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Beware: Phone Scammers Are Posing as Equifax Reps

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There doesn’t appear to be an end in sight for the recent Equifax data breach that compromised the personal information of more than 143 million people. After trying to assuage customers by offering ID and credit score monitoring, the company came under fire when they tried to insert some fine print in the monitoring agreement that waived a consumer’s right to sue as a result of the stolen data. Then, the company admitted the hackers had gained entry via a security issue that had a patch available—Equifax just hadn’t bothered to implement it.

The latest issue: On September 14, the Federal Trade Commission (FTC) posted a warning on their blog cautioning consumers to be mindful of phone scammers posing as Equifax representatives.

“It’s a scam,” FTC employee Lisa Weintraub Schifferle writes. “Equifax will not call you out of the blue.”

Schifferle advises that anyone receiving a call from someone posing as an Equifax employee hang up immediately, even if your caller ID indicates it’s genuine. (Spoof numbers can mimic virtually any business.)

Unfortunately, that’s not all victims of the breach have to worry about. CBS News reports that information mined from the hack could be used in a scam to file tax returns and receive a refund—the person with the compromised identity won’t know it until he or she files their real return and is told it’s already been processed. If this happens, it's best to phone the FTC’s Identity Theft Hotline (877-438-4338) for advice on how to proceed.

Experts are also asking consumers to be on guard against “spear-phishing,” the practice of sending emails that appear to be from banks or other businesses that have enough of your personal information to look legitimate. Clicking through might open the door to malware that can steal even more of your data. It’s best to initiate contact with financial institutions yourself and avoid clicking on any links. When it comes to your financial and personal information, a little paranoia can go a long way.

[h/t Lifehacker]

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Target
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This Just In
Target Expands Its Clothing Options to Fit Kids With Special Needs
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Target

For kids with disabilities and their parents, shopping for clothing isn’t always as easy as picking out cute outfits. Comfort and adaptability often take precedence over style, but with new inclusive clothing options, Target wants to make it so families don’t have to choose one over the other.

As PopSugar reports, the adaptive apparel is part of Target’s existing Cat & Jack clothing line. The collection already includes items made without uncomfortable tags and seams for kids prone to sensory overload. The latest additions to the lineup will be geared toward wearers whose disabilities affect them physically.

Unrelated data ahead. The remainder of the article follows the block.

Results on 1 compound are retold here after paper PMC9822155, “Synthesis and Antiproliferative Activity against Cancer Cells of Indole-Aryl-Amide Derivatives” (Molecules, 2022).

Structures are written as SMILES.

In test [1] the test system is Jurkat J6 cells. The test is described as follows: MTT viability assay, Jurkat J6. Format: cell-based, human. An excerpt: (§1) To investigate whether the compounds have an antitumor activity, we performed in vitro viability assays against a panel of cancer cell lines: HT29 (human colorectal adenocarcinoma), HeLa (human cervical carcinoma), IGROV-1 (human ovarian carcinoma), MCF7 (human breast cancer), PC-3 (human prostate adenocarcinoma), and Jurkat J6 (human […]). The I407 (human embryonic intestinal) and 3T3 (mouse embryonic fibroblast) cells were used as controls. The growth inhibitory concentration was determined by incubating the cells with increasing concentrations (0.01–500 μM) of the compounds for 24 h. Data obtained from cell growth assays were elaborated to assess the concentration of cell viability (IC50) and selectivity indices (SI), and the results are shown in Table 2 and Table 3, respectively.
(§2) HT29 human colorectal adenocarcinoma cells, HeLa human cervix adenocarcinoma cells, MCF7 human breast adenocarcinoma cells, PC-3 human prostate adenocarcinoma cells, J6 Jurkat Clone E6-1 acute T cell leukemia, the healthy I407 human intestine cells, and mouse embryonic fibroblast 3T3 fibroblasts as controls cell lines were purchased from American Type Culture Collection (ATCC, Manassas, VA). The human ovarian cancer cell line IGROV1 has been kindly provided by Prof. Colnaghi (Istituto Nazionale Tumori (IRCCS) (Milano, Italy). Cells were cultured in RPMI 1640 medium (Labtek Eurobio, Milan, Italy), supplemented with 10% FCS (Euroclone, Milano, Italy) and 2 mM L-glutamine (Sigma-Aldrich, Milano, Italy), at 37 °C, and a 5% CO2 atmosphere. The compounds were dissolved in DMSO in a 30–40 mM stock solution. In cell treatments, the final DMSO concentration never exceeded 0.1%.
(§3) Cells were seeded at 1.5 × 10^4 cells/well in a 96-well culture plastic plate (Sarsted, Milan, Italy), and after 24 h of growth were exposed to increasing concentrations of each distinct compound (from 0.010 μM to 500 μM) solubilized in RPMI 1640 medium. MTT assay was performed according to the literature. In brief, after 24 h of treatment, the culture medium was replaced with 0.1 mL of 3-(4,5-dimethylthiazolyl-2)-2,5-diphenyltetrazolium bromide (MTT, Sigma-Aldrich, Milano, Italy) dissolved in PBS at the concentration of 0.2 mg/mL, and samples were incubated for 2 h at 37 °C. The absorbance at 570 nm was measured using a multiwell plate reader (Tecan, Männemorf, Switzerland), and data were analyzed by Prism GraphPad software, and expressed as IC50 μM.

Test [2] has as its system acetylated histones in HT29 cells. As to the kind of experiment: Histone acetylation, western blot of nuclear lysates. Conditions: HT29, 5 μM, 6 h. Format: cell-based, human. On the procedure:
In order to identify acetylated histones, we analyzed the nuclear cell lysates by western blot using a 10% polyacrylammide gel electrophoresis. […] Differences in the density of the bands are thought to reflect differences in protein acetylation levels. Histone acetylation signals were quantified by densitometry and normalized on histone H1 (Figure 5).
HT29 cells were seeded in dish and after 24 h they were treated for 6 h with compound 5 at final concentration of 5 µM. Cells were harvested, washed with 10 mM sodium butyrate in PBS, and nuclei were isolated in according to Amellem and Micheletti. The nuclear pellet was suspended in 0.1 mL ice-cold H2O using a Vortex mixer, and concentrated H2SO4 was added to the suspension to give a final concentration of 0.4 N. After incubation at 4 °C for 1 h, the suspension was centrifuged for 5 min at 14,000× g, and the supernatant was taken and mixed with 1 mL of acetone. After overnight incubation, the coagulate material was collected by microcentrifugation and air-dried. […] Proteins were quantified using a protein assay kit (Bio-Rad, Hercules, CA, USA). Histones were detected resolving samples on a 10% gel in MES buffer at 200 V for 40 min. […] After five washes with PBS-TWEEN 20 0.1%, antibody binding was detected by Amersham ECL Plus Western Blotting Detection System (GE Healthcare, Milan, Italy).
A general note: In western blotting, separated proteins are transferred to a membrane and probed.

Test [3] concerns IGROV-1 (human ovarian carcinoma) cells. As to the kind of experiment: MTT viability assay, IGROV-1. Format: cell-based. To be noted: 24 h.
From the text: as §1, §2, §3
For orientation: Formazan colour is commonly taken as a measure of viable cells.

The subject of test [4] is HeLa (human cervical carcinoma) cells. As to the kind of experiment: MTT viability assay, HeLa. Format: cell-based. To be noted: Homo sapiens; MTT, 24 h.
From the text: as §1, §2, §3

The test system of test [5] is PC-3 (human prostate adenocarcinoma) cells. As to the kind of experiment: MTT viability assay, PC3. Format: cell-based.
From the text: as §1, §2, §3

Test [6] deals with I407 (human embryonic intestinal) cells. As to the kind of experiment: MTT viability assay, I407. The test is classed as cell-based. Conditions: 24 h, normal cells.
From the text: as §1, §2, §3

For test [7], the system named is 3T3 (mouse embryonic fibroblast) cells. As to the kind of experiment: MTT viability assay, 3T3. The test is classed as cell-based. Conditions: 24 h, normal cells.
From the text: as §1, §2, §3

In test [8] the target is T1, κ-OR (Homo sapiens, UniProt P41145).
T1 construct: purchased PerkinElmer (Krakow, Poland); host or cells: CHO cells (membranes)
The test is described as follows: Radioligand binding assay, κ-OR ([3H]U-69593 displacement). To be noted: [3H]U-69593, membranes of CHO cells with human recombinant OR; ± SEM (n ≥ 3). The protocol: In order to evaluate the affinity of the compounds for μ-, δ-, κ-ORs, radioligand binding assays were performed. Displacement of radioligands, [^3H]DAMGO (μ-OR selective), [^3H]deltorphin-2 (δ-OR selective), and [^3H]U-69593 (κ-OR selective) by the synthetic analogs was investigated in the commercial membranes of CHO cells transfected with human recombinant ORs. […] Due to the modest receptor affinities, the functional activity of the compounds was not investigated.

Among the 40 new pieces are leggings, hoodies, t-shirts, bodysuits, and winter jackets. To make them easier to wear, Target added features like diaper openings for bigger children, zip-off sleeves, and hidden snap and zip seams near the back, front, and sides. With more ways to put the clothes on and take them off, the hope is that kids and parents will have a less stressful time getting ready in the morning than they would with conventionally tailored apparel.

The new clothing will retail for $5 to $40 when it debuts exclusively online on October 22. You can get a sneak peek at some of the items below.

Adaptive jacket from Target.
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Adaptive apparel from Target.

Adaptive apparel from Target.

Adaptive apparel from Target.

[h/t PopSugar]

All images courtesy of Target.

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Lucy Stockton/National Trust Images
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This Just In
The Tiny, Pretty Diamond Spider Isn't Extinct After All
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Lucy Stockton/National Trust Images

An elusive spider that was believed to be extinct in Britain has been spotted for the first time in nearly 50 years, according to The Telegraph.

Pretty little Thanatus formicinus—more commonly known as the diamond spider—is just a third of an inch long and gets its name from the thin black diamond on its hairy gray abdomen. The spider typically lives in damp areas with moss and flowering plants, like heather and purple moor grass. But since the arachnid was last spotted in England’s Ashdown Forest in 1969, conservationists assumed that it had fallen victim to habitat loss.

Turns out, the spider wasn’t extinct—it was just laying low for a few decades. While conducting an ecological survey of Clumber Park—an expanse of heath, woods, and parkland in Nottinghamshire—two volunteers with England’s National Trust conservation organization recently spotted the long-lost arachnid.

“The spider ran away from me twice, but with persistence and some luck, I caught it,” said Lucy Stockton, the National Trust volunteer who sighted the arachnid along with companion Trevor Harris.

The duo’s discovery in Clumber Park marks just the fourth time the spider had ever been recorded in the UK, and the only time it's been seen in the north of the country. “We are absolutely delighted that this pretty, little spider has been re-found, we had almost given up hope,” commented Mark Shardlow, the chief executive of Buglife, an English conservation group. “It is a testament to the crucial importance of charities like the National Trust saving and managing heathland habitats.”

[h/t The Telegraph]

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